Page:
What does a typical day for me look like?
I could write about a whole day but usually every day is different. The time that remains the same almost every day is the morning.
Mornings are sacred to me.
I block out at least the first four hours of the day for creation and learning.
This blocking event occurs on 90% of the time. On days where this doesn’t happen I’m usually doing something special such as going to the beach early in the morning to watch the sunrise.
I wake up between 5:00a.m. and 7:00a.m. depending on the time I went to sleep. I don’t sleep with an alarm most days, I just go to bed at a reasonable time.
I have no problem going to sleep because I exhaust myself during the day.
One of my goals for 2017 was to average at least 8 hours of sleep. I’m not actively tracking this but I would be very close. Some days I need more, some days I need less, it depends how hard I’ve worked during the day.
Immediately after waking up, I go to the bathroom. Then I begin 20 minutes of meditation using the Headspace app. Right now I’m on the kindness series.
Following meditation, I journal.
Reading and Writing
For journaling, I use a two page spread.
On the right hand page is the closest thing to a typical journal entry. This can be literally about anything, usually it’s an explosion of thoughts that come rushing back in after meditating. Why do I do this? I find that writing my thoughts on paper makes it easier to decipher the signal from the noise. I’m also sure to add at least one sentence about something I’m grateful for.
It’s impossible to be angry when you’re showing gratitude
— Tony Robbins
The gratitude sentence also has no rules, this morning I was grateful to feel the comfort of the chair. Something small. The small things are the big things.
On the left hand page, I write the date in the centre of the page, in large type. At the top of the page I write same affirmation five times. This affirmation is related to whatever I’m currently working on. I write affirmations because it reminds me what my current goal is. Even if my thoughts are scattered, I find that writing the same thing out five times brings me clarity on where I want my focus to go. The affirmations are also a method of visualisation. Writing it down every day helps me to visualise my goals.
If you see it in your mind, you can hold it in your hand.
— Various Sources
After journaling, I make my bed. Making my bed means that I’ve already completed the first task of the day. Even if everything goes to shit, I still get to sleep in a made bed at the end of the night.
For further reference, check out this YouTube video:
Once my bed is made, I read a page from The Daily Stoic by Ryan Holiday and Stephen Hanselman.
Over the past year I’ve begun digging more into Stoicism. It has changed my life. There is a piece of wisdom in this book for every scenario in life. It’s hard to believe that most of this was written 2000 years ago and it still holds true today.
Reading a page from this book gets me thinking. Often times, because of how the world works I’m able to relate it directly to something I’m dealing with at the current moment. Just like when you read your horoscope and it somehow always speaks to you.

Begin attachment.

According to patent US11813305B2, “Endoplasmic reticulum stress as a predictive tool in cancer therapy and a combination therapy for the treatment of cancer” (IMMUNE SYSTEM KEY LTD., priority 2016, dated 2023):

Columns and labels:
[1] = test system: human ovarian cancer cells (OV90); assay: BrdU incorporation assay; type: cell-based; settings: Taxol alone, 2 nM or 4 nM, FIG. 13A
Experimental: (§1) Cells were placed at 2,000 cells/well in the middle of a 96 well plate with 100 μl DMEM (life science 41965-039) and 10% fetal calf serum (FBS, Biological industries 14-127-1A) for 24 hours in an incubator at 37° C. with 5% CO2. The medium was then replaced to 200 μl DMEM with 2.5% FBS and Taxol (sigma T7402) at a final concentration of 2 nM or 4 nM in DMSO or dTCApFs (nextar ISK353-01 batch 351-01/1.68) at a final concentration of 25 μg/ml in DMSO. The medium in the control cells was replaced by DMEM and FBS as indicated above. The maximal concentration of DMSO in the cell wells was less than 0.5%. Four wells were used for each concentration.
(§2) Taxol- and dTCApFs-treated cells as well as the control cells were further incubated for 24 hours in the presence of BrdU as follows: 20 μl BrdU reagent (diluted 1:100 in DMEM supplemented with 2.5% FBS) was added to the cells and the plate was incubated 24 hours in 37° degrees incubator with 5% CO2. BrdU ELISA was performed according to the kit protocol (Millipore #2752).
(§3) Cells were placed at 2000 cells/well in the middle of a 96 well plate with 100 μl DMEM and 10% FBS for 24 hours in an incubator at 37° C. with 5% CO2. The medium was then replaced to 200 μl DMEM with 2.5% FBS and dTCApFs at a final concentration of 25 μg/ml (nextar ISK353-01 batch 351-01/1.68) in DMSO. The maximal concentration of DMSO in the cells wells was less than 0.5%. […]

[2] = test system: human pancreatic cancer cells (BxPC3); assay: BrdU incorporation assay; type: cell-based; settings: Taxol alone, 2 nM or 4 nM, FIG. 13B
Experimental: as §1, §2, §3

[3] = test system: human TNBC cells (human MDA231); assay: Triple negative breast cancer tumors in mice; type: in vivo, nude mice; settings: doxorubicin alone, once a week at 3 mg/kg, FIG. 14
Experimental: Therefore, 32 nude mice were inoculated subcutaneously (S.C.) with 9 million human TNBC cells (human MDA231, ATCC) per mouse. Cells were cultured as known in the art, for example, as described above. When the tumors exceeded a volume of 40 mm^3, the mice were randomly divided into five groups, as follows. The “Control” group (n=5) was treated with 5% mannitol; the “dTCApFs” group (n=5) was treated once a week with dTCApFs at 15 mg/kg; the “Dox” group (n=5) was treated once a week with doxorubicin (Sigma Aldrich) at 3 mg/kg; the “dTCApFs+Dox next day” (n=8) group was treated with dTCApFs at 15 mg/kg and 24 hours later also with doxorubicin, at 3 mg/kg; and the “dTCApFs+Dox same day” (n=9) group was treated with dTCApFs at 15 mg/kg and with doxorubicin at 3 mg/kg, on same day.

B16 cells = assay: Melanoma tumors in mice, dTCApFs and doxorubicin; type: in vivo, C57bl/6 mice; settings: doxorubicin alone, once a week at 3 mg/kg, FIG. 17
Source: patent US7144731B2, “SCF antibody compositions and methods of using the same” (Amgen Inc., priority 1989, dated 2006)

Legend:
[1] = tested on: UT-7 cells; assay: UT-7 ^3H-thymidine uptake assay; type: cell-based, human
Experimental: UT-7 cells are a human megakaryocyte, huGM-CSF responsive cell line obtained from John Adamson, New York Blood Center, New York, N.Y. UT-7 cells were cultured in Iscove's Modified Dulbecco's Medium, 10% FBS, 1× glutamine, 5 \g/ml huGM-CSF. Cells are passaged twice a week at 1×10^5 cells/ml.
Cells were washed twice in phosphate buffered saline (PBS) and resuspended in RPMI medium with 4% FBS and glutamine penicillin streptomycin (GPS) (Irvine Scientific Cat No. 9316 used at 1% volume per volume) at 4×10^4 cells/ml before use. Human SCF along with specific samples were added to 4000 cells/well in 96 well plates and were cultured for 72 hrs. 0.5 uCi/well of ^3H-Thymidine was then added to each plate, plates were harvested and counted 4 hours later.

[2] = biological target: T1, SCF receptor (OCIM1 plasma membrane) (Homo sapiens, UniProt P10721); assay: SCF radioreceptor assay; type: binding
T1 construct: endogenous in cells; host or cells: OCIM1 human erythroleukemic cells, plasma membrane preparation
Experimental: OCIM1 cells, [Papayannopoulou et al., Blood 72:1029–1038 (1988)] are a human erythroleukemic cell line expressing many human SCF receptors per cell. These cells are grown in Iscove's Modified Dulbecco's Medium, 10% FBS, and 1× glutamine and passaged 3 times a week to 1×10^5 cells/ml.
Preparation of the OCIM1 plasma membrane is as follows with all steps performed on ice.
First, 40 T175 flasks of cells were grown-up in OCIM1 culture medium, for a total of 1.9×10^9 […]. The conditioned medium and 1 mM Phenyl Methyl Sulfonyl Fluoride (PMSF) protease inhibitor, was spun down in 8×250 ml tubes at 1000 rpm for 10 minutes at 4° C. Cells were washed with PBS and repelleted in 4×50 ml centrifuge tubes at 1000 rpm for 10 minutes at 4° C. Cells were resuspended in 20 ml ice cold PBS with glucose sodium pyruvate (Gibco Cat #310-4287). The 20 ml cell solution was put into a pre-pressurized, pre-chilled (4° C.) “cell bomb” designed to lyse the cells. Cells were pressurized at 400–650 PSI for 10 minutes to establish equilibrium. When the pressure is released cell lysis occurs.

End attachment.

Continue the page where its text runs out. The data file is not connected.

Following The Daily Stoic, I flip to a random page in Tools of Titans by Tim Ferriss. I’ve already given this book to two friends. It’s filled with so much knowledge and wisdom. The best thing is, I’ve found that flipping to a random page is actually an incredibly fun way to read it.
This book was created after Tim interviewed over 200 world class performers. It is a compilation of all of their tips, habits and wisdom. I consider it a book filled with 200 mentors. Every time I open it, I learn something new.
Tasks For The Day
Following the bed making, book reading and meditation. I list the top 3–5 things I want to get done during the day on a small whiteboard in my room.
I’ve used apps and other to-do techniques in the past but so far this one is the best for me. The visual aspect is the key factor here. Having my goals visible all day and not hidden in an app, is great for me to focus.
I also put another affirmation on the top of the whiteboard. This is so it remains visible for me throughout the day, much like with the journaling.
From here, I’ll brush my teeth and start to make some tea.
Tea and What’s Next
The current cocktail (courtesy of Tools of Titans) involves 1 teaspoon of green tea, 1 teaspoon of pu-erh black tea (with ginger), 1/4 teaspoon of turmeric and 1 tablespoon of coconut oil. This is an absolute brain bomb, not to mention the fat burning benefits. Be careful with the medium chain triglycerides (MCTs) in the coconut oil if you haven’t been to the toilet yet, I wouldn’t advised a heavy squat workout after drinking this.
With the tea I’ll begin my day, which usually involves me starting to take care of what’s on the white board. I take care of the most intellectually intensive tasks first. I use the pomodoro technique and try to dedicate at least 3–4 hours of deep work to whatever is on the white board.
I won’t check email or anything to do with my phone for that matter until at least 12:00p.m. (ideally).
I constantly reflect and contemplate on how I could improve this routine but for now I think I’ve found something that works for me.
This whole process takes about an hour but after I’ve completed it I feel as if I’ve already won the day.
I’d love to hear about your daily rituals, you can find me @mrdbourke :)